At one point in time, there was a righteous wise man called Shilada who had no young kids of his very own. He made the choice to believe in a god, Lord Shiva in order to receive a special baby graced by him. For over thousands of years, he started praying ardently and ended up living in austerity. Lord Shiva finally showed up before Shilada, delighted with his passion and commitment. "Awake, dear Shilada, and tell me what blessing you pursue," he said. "My good Lord, I have only one wish. I'd like to have a child, "Shilada reacted. Shiva grinned and then said, "You'll have it shortly," before departing from the scene. Shilada arrived home elated, recognising that the Lord will indeed bless him with a beautiful child.
He wound up going to the farm the following day to begin plowing when he noticed a beautiful baby on the ground before his plow. The baby was as vibrant as the sun. Shilada was mesmerized by the baby when he heard a sound from heaven speak, "Take The Baby, SHILADA. Bring him up with Love and Care". Shilada was overjoyed as he brought the boy home. He gave the infant the name Nandi. Nandi had a deep love and loyalty to Lord Shiva since his early life. Shilada nurtured the child with compassion and love. He imparted to his son the Vedas, healthcare arts, fighting, dancing, singing, and a wide range of other religious texts. Nandi was a magnificent small boy who managed to learn it all rapidly.
Nandi as Shiva’s bull
Nandi, at Shiva's orders, ended up killing the elephant devil Airavata, who rightfully belonged to the deity Indra, as stated in the Brihad Dharma Purana. Nandi had already been tasked with locating a substitute head for the god Ganesha, who'd already lost him in a blunder encompassing his father Shiva. Naturally, Indra was disenchanted with this plan and flung various munitions at Nandi in an attempt to oust him. Nandi, in contrast , easily brushed aside Indra's mace, trident, and thunderbolt. Indra whereupon managed to gather his vast army and unleashed a downpour of arrows on Nandi. Nandi, for whom the body is as solid as a rock, was unchanged by this wave of violence and continued to simply cut off Airavata's head without giving it a second thought. The head was rapidly connected to Ganesha's body, and Shiva was ecstatic with Nandi's job. Nandi, in addition to being Shiva's vehicle, is also the commander of the god's ganas, or attendants, which is why he commonly carries a golden staff of office. His other obligations include protecting all quadrupeds and supplying music as Shiva continues to perform the tandava, the cosmic waltz of formation.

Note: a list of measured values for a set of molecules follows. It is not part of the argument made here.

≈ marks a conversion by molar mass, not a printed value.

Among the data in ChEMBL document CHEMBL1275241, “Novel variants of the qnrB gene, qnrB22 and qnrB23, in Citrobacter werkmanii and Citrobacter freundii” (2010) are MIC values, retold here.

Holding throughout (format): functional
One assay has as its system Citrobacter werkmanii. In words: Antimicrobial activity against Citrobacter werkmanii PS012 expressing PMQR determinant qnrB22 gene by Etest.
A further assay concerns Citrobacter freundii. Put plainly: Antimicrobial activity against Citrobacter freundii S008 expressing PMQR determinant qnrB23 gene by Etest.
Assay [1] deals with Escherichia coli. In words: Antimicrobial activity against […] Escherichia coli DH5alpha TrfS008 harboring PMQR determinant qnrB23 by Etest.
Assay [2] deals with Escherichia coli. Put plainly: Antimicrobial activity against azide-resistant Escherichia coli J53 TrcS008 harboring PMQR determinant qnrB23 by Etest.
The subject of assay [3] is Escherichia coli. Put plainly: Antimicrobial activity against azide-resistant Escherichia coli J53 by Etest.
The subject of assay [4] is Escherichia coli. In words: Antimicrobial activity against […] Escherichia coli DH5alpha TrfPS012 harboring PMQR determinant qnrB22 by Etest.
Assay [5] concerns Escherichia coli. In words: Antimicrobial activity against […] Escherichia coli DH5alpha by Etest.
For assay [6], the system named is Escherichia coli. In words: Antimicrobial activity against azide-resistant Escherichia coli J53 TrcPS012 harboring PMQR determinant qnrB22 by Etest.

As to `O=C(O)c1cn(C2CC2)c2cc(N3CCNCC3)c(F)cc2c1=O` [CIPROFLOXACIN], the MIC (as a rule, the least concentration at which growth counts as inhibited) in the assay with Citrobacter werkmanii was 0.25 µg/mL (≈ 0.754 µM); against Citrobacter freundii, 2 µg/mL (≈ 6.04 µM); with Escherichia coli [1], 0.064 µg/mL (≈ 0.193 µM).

His role as Shiva's gatekeeper is outlined in the Saura Purana Nandi as "decorated with all adornments, shining like a thousand suns, carrying a spear in his hand, three-eyed, accessorized with a smidgen of the moon, a lightning in his hand, four-armed, like a 2nd Sankara [Shiva]."
Q1. Why does Nandi keep looking at Lord Shiva?
Nandi gazed at the God, wishing to take in his appearance. He didn't realize he had any additional questions to ask. If merely I could always remain with the Lord, he assumed to himself.
Q2. Why is Nandi positioned opposite to the Shiva Linga?
The reality of the situation is that, just as Lingam symbolizes the Omnipotent Ultimate power, Shiva Nandi (Bull) symbolizes Jeeva (Solitary Soul). Nandi seated before Shiva Linga symbolizes how well a person should veer away from Prakruthi and concentrate purely on God.
Q3. Why does Nandi face Shivling?
the Bull, is a great devotee and the Vaahan (vehicle) of Lord Shiva.
Almost all the temples dedicated to Shiva have a statue of the
Nandi bull built in a seated position facing the main shrine. This is
because he is always absorbed in the glorification of his lord and is ready to
accept his orders anytime. Nandi is revered as the guardian deity of Kailash,
the abode of Lord Shiva. Thus, it is believed that no one can approach Lord
Shiva without the permission of Nandi.
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